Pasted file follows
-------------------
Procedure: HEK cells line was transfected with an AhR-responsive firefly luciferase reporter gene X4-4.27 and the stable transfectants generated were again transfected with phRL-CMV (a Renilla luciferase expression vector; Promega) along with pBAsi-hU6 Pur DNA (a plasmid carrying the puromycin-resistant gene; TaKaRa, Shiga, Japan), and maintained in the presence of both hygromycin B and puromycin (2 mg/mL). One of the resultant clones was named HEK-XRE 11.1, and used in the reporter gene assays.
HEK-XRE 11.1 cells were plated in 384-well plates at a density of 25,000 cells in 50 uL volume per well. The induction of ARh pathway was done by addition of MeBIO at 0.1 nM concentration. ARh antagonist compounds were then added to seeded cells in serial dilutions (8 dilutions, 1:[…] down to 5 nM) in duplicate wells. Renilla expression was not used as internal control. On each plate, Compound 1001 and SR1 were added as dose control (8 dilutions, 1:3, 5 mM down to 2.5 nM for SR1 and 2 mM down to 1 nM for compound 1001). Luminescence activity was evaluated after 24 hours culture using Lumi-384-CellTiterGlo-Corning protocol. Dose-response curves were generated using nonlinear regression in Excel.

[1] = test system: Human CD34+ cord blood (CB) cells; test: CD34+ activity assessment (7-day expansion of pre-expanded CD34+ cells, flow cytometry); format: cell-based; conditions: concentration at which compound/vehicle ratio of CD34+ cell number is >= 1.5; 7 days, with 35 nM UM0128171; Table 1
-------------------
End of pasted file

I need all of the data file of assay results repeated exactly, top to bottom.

Procedure: HEK cells line was transfected with an AhR-responsive firefly luciferase reporter gene X4-4.27 and the stable transfectants generated were again transfected with phRL-CMV (a Renilla luciferase expression vector; Promega) along with pBAsi-hU6 Pur DNA (a plasmid carrying the puromycin-resistant gene; TaKaRa, Shiga, Japan), and maintained in the presence of both hygromycin B and puromycin (2 mg/mL). One of the resultant clones was named HEK-XRE 11.1, and used in the reporter gene assays.
HEK-XRE 11.1 cells were plated in 384-well plates at a density of 25,000 cells in 50 uL volume per well. The induction of ARh pathway was done by addition of MeBIO at 0.1 nM concentration. ARh antagonist compounds were then added to seeded cells in serial dilutions (8 dilutions, 1:[…] down to 5 nM) in duplicate wells. Renilla expression was not used as internal control. On each plate, Compound 1001 and SR1 were added as dose control (8 dilutions, 1:3, 5 mM down to 2.5 nM for SR1 and 2 mM down to 1 nM for compound 1001). Luminescence activity was evaluated after 24 hours culture using Lumi-384-CellTiterGlo-Corning protocol. Dose-response curves were generated using nonlinear regression in Excel.

[1] = test system: Human CD34+ cord blood (CB) cells; test: CD34+ activity assessment (7-day expansion of pre-expanded CD34+ cells, flow cytometry); format: cell-based; conditions: concentration at which compound/vehicle ratio of CD34+ cell number is >= 1.5; 7 days, with 35 nM UM0128171; Table 1